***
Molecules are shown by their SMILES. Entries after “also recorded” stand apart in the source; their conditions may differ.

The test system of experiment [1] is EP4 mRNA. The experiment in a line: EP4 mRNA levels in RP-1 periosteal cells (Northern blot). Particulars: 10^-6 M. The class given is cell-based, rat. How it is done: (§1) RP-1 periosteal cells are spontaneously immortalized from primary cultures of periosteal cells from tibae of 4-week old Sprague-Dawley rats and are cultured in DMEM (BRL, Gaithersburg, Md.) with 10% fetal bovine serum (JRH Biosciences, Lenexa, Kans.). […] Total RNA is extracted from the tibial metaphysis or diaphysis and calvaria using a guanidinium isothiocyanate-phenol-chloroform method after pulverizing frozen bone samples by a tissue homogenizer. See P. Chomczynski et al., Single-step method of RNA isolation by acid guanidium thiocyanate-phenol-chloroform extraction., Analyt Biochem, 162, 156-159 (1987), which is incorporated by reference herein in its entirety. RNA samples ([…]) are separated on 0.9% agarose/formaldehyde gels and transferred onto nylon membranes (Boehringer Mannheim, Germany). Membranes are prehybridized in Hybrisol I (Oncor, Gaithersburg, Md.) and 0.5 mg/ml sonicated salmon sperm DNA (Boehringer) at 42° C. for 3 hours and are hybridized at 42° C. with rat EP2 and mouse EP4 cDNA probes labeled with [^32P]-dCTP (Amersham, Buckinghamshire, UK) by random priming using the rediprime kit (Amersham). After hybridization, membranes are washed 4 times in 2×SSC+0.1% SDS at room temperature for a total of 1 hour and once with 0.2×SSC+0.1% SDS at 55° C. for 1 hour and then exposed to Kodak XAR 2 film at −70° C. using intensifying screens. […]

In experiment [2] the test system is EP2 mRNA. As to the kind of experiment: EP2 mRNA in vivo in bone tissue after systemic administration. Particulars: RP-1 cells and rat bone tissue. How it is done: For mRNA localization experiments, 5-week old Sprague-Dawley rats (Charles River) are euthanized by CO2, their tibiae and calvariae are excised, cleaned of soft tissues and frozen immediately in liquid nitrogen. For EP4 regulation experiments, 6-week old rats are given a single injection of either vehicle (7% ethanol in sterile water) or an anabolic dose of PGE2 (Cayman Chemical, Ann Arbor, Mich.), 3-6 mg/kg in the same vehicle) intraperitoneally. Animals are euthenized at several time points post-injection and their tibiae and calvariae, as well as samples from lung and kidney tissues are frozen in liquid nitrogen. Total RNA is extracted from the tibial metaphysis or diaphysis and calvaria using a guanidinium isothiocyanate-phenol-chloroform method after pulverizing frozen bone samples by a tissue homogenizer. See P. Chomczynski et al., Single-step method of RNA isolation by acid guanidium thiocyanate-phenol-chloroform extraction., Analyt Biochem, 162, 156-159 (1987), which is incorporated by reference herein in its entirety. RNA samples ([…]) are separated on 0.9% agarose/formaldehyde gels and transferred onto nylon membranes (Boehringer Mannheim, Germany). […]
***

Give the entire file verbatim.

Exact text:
Molecules are shown by their SMILES. Entries after “also recorded” stand apart in the source; their conditions may differ.

The test system of experiment [1] is EP4 mRNA. The experiment in a line: EP4 mRNA levels in RP-1 periosteal cells (Northern blot). Particulars: 10^-6 M. The class given is cell-based, rat. How it is done: (§1) RP-1 periosteal cells are spontaneously immortalized from primary cultures of periosteal cells from tibae of 4-week old Sprague-Dawley rats and are cultured in DMEM (BRL, Gaithersburg, Md.) with 10% fetal bovine serum (JRH Biosciences, Lenexa, Kans.). […] Total RNA is extracted from the tibial metaphysis or diaphysis and calvaria using a guanidinium isothiocyanate-phenol-chloroform method after pulverizing frozen bone samples by a tissue homogenizer. See P. Chomczynski et al., Single-step method of RNA isolation by acid guanidium thiocyanate-phenol-chloroform extraction., Analyt Biochem, 162, 156-159 (1987), which is incorporated by reference herein in its entirety. RNA samples ([…]) are separated on 0.9% agarose/formaldehyde gels and transferred onto nylon membranes (Boehringer Mannheim, Germany). Membranes are prehybridized in Hybrisol I (Oncor, Gaithersburg, Md.) and 0.5 mg/ml sonicated salmon sperm DNA (Boehringer) at 42° C. for 3 hours and are hybridized at 42° C. with rat EP2 and mouse EP4 cDNA probes labeled with [^32P]-dCTP (Amersham, Buckinghamshire, UK) by random priming using the rediprime kit (Amersham). After hybridization, membranes are washed 4 times in 2×SSC+0.1% SDS at room temperature for a total of 1 hour and once with 0.2×SSC+0.1% SDS at 55° C. for 1 hour and then exposed to Kodak XAR 2 film at −70° C. using intensifying screens. […]

In experiment [2] the test system is EP2 mRNA. As to the kind of experiment: EP2 mRNA in vivo in bone tissue after systemic administration. Particulars: RP-1 cells and rat bone tissue. How it is done: For mRNA localization experiments, 5-week old Sprague-Dawley rats (Charles River) are euthanized by CO2, their tibiae and calvariae are excised, cleaned of soft tissues and frozen immediately in liquid nitrogen. For EP4 regulation experiments, 6-week old rats are given a single injection of either vehicle (7% ethanol in sterile water) or an anabolic dose of PGE2 (Cayman Chemical, Ann Arbor, Mich.), 3-6 mg/kg in the same vehicle) intraperitoneally. Animals are euthenized at several time points post-injection and their tibiae and calvariae, as well as samples from lung and kidney tissues are frozen in liquid nitrogen. Total RNA is extracted from the tibial metaphysis or diaphysis and calvaria using a guanidinium isothiocyanate-phenol-chloroform method after pulverizing frozen bone samples by a tissue homogenizer. See P. Chomczynski et al., Single-step method of RNA isolation by acid guanidium thiocyanate-phenol-chloroform extraction., Analyt Biochem, 162, 156-159 (1987), which is incorporated by reference herein in its entirety. RNA samples ([…]) are separated on 0.9% agarose/formaldehyde gels and transferred onto nylon membranes (Boehringer Mannheim, Germany). […]